Assignment #1

Problem #9


Megan Dickerson


This graph is a circle with radius 1 and center (0,0).


This graph starts as a line with a negative slope and looks as if it will hit the origin, but then at y=1 the line loops up as if it is trying to go around a circle. It comes back down at x=1 and turns back into a line. It is as if the circle opened up where it should have connected in the 3rd quadrant and extended to infinity in the 2nd and 4th quadrant.




This graph is similar to the first graph, but instead of a circle, 4 corners are beginning to assemble.

This graph looks more like a square than a circle but the edges of the "square" are rounded out



This graph is similar to the second graph but the loop that emerges at y=1 is not quite as rounded. This loop is more pointed but still pretty rounded off. It looks as if it is trying to go around a square.



My predictions held to be true, except the corners of the "square" in are not as pointed and exact as I had thought they would be. So, I examined the graph of x^100 +y^100 = 1 and was satisfied that the corners of this square are more exact points.


x^even number + y^even number = 1 is a graph that goes from a circle to a square as the exponent increases in size. The domain is -1 to 1.

x^odd number + y^odd number = 1 is a grpah of a line with negative slope that loops out and becomes more pointed towards (1,1) as the exponent increases in size. The domain is all values of x.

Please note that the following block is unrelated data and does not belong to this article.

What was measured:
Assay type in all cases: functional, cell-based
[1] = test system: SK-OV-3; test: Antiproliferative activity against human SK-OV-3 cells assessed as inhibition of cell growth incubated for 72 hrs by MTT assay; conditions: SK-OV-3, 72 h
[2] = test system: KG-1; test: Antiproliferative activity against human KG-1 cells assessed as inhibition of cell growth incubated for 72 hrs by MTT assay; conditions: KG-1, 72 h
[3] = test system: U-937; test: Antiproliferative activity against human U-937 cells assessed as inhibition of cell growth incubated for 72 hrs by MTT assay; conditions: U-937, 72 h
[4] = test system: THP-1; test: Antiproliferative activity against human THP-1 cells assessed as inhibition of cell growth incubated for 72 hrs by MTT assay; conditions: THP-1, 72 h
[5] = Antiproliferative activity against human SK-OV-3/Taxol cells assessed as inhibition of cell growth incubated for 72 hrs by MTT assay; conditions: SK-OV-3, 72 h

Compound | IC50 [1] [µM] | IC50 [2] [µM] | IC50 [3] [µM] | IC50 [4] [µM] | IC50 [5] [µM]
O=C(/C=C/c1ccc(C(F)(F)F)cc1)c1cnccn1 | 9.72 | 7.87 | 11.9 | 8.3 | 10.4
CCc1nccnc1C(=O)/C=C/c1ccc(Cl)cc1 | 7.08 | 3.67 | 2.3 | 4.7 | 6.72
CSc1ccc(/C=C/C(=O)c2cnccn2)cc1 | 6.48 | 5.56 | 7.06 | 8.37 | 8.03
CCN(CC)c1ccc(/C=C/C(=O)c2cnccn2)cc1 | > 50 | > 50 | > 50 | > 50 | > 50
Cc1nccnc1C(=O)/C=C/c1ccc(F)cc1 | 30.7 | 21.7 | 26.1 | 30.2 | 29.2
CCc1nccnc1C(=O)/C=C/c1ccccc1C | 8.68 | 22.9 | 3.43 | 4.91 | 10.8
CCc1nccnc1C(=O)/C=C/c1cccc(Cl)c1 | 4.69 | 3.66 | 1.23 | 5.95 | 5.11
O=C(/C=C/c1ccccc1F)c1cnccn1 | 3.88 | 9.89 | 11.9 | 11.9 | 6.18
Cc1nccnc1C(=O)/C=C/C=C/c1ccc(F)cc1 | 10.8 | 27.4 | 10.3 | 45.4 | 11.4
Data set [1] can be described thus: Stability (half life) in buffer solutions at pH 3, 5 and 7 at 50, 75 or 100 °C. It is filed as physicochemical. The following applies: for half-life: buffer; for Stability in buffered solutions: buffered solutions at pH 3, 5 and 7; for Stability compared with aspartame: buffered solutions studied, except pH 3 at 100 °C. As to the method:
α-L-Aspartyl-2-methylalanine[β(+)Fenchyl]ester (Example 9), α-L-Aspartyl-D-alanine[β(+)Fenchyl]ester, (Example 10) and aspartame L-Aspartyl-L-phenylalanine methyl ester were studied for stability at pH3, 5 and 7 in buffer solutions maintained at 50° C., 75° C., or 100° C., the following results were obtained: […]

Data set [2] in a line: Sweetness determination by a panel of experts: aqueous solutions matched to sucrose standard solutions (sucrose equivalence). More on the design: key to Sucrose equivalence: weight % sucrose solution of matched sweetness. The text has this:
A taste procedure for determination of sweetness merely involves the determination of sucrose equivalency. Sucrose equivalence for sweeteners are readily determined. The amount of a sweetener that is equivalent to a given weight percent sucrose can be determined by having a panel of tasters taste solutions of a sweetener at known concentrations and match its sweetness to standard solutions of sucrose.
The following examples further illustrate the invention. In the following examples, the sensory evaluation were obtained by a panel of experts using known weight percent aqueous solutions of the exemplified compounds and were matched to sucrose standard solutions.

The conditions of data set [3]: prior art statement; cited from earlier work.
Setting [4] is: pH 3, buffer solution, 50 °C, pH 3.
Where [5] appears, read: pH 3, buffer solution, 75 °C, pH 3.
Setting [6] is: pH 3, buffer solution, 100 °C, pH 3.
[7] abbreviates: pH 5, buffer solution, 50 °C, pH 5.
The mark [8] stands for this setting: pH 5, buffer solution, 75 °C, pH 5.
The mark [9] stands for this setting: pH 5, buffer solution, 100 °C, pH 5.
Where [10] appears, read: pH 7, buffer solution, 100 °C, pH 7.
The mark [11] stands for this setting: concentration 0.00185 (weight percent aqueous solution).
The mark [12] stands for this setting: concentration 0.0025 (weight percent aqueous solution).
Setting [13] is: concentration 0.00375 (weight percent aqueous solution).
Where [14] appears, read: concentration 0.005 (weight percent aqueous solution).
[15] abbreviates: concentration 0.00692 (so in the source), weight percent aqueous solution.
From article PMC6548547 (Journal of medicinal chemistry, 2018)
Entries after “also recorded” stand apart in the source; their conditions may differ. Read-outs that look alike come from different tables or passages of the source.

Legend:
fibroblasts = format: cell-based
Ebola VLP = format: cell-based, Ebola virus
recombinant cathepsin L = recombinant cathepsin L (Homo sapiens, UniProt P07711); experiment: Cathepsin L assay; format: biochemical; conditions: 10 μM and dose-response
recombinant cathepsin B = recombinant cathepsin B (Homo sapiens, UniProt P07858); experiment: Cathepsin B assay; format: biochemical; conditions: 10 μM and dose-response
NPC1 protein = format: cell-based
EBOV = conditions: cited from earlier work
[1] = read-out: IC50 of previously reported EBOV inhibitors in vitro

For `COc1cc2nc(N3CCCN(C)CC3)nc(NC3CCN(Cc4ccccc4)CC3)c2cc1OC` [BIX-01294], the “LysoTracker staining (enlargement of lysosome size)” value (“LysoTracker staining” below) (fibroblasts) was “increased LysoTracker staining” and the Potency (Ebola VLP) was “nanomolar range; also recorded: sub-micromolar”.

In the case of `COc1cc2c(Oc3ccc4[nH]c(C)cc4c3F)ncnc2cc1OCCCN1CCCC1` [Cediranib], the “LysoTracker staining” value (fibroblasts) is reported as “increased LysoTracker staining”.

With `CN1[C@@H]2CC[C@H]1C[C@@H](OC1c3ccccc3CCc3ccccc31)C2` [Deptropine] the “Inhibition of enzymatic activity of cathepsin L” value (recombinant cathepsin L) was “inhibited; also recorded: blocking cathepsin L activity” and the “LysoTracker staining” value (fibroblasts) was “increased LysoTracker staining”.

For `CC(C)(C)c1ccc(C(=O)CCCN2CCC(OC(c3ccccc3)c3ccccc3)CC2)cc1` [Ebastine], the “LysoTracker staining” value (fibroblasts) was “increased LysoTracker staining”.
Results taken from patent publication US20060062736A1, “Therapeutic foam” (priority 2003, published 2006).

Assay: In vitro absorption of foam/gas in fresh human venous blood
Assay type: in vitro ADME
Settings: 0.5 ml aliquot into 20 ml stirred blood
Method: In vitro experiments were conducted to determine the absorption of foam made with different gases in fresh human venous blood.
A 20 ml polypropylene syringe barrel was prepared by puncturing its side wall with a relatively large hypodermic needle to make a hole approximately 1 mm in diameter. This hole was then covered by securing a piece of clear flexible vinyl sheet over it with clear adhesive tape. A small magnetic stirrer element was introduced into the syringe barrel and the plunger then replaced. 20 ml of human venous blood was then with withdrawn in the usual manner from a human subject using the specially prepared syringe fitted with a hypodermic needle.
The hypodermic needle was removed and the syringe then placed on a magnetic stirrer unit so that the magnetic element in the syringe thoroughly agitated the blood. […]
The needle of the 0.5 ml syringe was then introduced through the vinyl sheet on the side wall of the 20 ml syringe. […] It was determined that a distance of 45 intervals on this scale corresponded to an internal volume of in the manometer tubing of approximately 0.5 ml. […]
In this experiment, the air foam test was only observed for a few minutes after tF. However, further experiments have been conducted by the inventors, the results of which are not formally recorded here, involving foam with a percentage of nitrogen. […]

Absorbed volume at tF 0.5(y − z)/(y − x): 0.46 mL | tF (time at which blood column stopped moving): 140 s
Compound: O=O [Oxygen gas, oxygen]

I have always known the equation for a circle. ; where the squareroot of r is the radius, and (h,k) is the center. However, I did not know that if you increase the exponents of this equation you begin to turn it into a square. When I thought of an equation of a square I think about four seperate linear equations being pieced togethor at their intersections. This assignment has created a connection between circles and squares for me.

Further Explorations

What will happen if I change not only the exponents but the center?

It is a square- like shape with center at (5,2) .


Also, what will happen if I change the r^2.?

If I used the equation but then replace the 1 with 25, I would assume that like the equation of a circle this would make the square have a "radius" of 5, or side length of 10.

However, this does not occur. The intercepts are not exactly 1 and -1 anymore. They expanded just a little bit, but not what I was expecting. I was expecting the intercepts to be at 5 and -5. This equation then, does not behave just like the equation of a circle.

Another thing to examine is graphs where the exponent is a negative integer.

Look at

And look at

Now look at 2 positve and negative exponent graphs togethor: